The gig economy has come under scrutiny in the last couple of years. Critics have raised concerns as to whether enough hours are available for gig workers to earn living wages -- let alone the high wages many of the new technology-enabled marketplaces claim to offer. The question gets even more heated when you factor in financial responsibilities like maintenance, supplies, insurance, tax withholdings, liability coverage, on-the-job injuries and illnesses.
But it’s difficult to accurately make broad generalizations when the gig economy includes jobs as varied as courier, handyman, lawyer, interior designer and more. Even within one position, the variety of hours worked makes it difficult to paint gig economy employees with a single brush.
Besides that, it’s often a challenge to look at the gig economy outside the context of the overall U.S. workforce.
Take Uber, for example. The estimated average car cost for a ride share driver is roughly $965 per month. Assuming a 40-hour workweek, that’s a cost of $6.03 per hour. With an estimated wage of $25 an hour, you’re looking at a net of $18.97. This wage is still higher than traditional cab drivers in Chicago who average only $12.39.
Even after deducting costs, an equivalent job outside of the gig economy can be lower paid.
Another issue with the criticisms surrounding the gig economy is the focus placed on the main players like Uber. Tech startups account for a fractional minority of 1099 workers, with Uber employing less than 5 percent in most metropolitan areas. Making a blanket statement that gig workers aren’t able to earn a living wage is flawed.
In many ways, the gig economy is still a strong and completely valid method for workers to obtain a living wage. Does this mean there aren’t potential problems? Of course not. As the 1099 economy continues to grow, contractors need more structural support, increased education around the gig economy and tools to make jobs easier and more efficient.
To help achieve this, I recommend companies with 1099 workers do the following:
1. Take full advantage of the onboarding process.
When onboarding contractors, clarify expectations for both parties. Explain exactly what you’ll provide during the terms of service. Equally important is to disclose what’s not part of the arrangement. Be honest from the get-go to ensure not just a good working relationship, but also a good reputation.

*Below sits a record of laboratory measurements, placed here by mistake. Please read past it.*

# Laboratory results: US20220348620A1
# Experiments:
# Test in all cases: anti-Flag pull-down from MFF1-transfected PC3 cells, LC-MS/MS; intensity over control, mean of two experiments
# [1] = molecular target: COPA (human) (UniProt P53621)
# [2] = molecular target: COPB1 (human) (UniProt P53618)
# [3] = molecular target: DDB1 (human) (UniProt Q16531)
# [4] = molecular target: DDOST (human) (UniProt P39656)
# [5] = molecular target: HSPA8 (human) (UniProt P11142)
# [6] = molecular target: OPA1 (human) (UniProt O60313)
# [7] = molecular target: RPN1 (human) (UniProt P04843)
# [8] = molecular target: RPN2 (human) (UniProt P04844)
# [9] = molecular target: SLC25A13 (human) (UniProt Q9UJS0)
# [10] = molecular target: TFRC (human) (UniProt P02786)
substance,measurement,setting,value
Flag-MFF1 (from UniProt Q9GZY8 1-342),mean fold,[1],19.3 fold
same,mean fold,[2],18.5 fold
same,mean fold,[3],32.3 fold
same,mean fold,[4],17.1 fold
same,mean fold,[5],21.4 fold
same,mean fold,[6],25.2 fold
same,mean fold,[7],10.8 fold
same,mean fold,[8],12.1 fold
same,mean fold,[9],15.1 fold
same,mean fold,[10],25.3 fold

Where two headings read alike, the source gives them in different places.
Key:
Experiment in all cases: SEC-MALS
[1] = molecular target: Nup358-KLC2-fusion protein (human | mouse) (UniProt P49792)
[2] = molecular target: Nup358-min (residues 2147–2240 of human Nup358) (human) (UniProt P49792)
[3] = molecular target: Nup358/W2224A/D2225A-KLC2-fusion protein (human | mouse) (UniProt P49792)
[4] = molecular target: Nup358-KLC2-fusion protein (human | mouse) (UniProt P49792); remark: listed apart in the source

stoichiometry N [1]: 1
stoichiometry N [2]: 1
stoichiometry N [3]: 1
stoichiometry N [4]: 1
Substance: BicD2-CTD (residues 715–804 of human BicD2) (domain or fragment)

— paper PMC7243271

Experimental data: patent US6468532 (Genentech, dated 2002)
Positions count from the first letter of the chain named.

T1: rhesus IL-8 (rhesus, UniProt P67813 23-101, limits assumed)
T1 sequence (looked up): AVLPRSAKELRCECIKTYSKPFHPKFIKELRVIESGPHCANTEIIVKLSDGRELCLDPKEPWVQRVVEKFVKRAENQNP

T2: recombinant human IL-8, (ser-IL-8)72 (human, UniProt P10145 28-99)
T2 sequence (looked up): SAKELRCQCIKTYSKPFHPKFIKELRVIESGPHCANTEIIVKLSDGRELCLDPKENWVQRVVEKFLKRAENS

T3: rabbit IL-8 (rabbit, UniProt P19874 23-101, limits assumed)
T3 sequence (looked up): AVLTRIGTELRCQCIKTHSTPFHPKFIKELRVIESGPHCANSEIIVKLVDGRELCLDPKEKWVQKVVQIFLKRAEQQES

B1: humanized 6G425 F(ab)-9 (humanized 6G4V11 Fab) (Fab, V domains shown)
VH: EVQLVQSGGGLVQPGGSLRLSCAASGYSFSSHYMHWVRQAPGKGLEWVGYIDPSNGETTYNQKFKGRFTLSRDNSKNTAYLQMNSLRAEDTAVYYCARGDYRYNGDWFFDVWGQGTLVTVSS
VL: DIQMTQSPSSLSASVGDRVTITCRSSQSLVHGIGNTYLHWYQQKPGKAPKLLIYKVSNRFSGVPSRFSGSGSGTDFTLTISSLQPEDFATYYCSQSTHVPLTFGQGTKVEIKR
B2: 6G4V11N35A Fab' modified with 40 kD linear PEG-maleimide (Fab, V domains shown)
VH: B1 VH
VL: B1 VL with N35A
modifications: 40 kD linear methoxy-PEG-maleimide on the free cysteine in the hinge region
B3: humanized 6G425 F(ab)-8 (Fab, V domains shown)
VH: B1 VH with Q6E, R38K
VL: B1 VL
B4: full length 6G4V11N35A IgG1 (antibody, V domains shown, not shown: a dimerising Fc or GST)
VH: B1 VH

However, that doesn’t mean you can leave contractors hanging once they’re onboarded. Direct contractors toward beneficial resources, like Painless1099, which automates taxes, or Peers, which provides a community with info on the gig economy. If you run a service similar to Uber, Metromile offers mile-by-mile auto insurance coverage specifically crafted to work with ride sharing contractors.
2. Cultivate a community.
Opportunities to connect with colleagues in the gig economy can be few and far between. Look for ways to cultivate a community for your contractors to boost their chances of success.
Lyft is a great example of a positive community system. It created The Hub to provide a community forum for its drivers to “talk” with one another, share tips, arrange meet-ups, etc. The space allows drivers to leverage their shared experiences and help each other succeed.
3. Weigh 1099 vs. W2.
Many startups, depending on the company and the marketplace, opt for W2s over 1099s as they build out their businesses. Shyp, for example, chose to categorize workers as W2 rather than 1099 contractors to provide a more streamlined customer experience and “invest in a longer-term relationship” with its couriers. Just because you’re working in an on-demand industry doesn’t necessarily mean 1099 is the only option.
Providing additional support and resources isn’t just in the best interest of gig workers, but also in the gig economy as a whole. Even when your entire workforce is made up of 1099ers, it’s still your workforce, and you should take it upon yourself to improve the likelihood of their success. When your employees are successful, you are be, too.